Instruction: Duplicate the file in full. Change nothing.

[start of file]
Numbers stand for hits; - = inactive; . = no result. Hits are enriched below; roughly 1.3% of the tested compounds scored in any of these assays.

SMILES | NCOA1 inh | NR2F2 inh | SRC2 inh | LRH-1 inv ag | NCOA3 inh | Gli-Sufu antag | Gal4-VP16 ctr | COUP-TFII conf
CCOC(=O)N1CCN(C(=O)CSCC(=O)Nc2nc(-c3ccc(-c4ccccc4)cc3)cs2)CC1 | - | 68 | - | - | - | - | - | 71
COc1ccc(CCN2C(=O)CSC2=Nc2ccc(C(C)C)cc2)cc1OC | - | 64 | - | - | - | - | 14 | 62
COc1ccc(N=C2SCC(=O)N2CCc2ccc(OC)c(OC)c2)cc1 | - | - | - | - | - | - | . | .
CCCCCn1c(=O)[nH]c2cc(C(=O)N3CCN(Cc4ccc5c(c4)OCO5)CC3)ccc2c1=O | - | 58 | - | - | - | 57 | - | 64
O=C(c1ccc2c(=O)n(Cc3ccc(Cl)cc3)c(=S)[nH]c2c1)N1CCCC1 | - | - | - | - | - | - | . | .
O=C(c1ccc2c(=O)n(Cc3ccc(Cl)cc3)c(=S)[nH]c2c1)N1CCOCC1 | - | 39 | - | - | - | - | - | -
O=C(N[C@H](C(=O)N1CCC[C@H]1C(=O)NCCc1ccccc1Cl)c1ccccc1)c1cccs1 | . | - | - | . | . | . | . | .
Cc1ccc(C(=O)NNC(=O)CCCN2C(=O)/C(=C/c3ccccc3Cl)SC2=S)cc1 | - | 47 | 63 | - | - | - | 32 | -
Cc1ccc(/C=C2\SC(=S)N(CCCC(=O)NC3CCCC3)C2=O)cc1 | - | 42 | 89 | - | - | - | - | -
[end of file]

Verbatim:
Numbers stand for hits; - = inactive; . = no result. Hits are enriched below; roughly 1.3% of the tested compounds scored in any of these assays.

SMILES | NCOA1 inh | NR2F2 inh | SRC2 inh | LRH-1 inv ag | NCOA3 inh | Gli-Sufu antag | Gal4-VP16 ctr | COUP-TFII conf
CCOC(=O)N1CCN(C(=O)CSCC(=O)Nc2nc(-c3ccc(-c4ccccc4)cc3)cs2)CC1 | - | 68 | - | - | - | - | - | 71
COc1ccc(CCN2C(=O)CSC2=Nc2ccc(C(C)C)cc2)cc1OC | - | 64 | - | - | - | - | 14 | 62
COc1ccc(N=C2SCC(=O)N2CCc2ccc(OC)c(OC)c2)cc1 | - | - | - | - | - | - | . | .
CCCCCn1c(=O)[nH]c2cc(C(=O)N3CCN(Cc4ccc5c(c4)OCO5)CC3)ccc2c1=O | - | 58 | - | - | - | 57 | - | 64
O=C(c1ccc2c(=O)n(Cc3ccc(Cl)cc3)c(=S)[nH]c2c1)N1CCCC1 | - | - | - | - | - | - | . | .
O=C(c1ccc2c(=O)n(Cc3ccc(Cl)cc3)c(=S)[nH]c2c1)N1CCOCC1 | - | 39 | - | - | - | - | - | -
O=C(N[C@H](C(=O)N1CCC[C@H]1C(=O)NCCc1ccccc1Cl)c1ccccc1)c1cccs1 | . | - | - | . | . | . | . | .
Cc1ccc(C(=O)NNC(=O)CCCN2C(=O)/C(=C/c3ccccc3Cl)SC2=S)cc1 | - | 47 | 63 | - | - | - | 32 | -
Cc1ccc(/C=C2\SC(=S)N(CCCC(=O)NC3CCCC3)C2=O)cc1 | - | 42 | 89 | - | - | - | - | -